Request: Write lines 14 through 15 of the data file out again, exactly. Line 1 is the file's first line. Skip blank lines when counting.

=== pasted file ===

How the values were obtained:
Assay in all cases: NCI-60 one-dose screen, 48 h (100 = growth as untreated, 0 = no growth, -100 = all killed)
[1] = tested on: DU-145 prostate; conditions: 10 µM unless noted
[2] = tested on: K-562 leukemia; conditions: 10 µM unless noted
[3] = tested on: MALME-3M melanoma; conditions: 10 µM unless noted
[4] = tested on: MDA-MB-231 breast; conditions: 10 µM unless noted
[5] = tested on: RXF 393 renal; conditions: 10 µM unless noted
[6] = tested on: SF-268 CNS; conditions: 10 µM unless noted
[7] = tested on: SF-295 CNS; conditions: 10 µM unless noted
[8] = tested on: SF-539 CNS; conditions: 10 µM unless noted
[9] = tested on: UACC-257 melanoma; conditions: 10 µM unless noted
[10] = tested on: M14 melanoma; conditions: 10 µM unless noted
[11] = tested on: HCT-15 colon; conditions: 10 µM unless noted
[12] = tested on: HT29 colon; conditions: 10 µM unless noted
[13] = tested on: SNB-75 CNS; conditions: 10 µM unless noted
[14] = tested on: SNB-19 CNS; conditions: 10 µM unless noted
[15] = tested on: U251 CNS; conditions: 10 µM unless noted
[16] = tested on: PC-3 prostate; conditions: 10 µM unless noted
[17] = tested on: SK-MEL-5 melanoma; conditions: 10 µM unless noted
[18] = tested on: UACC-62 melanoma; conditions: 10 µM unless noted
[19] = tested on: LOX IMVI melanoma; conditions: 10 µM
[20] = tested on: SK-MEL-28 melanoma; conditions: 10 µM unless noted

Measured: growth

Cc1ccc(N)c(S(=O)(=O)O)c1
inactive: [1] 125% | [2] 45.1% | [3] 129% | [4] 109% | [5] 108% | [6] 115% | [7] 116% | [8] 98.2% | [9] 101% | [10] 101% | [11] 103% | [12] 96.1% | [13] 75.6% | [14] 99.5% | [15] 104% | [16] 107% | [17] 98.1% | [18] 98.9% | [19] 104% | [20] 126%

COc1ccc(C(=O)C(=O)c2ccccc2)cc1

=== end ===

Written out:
[12] = tested on: HT29 colon; conditions: 10 µM unless noted
[13] = tested on: SNB-75 CNS; conditions: 10 µM unless noted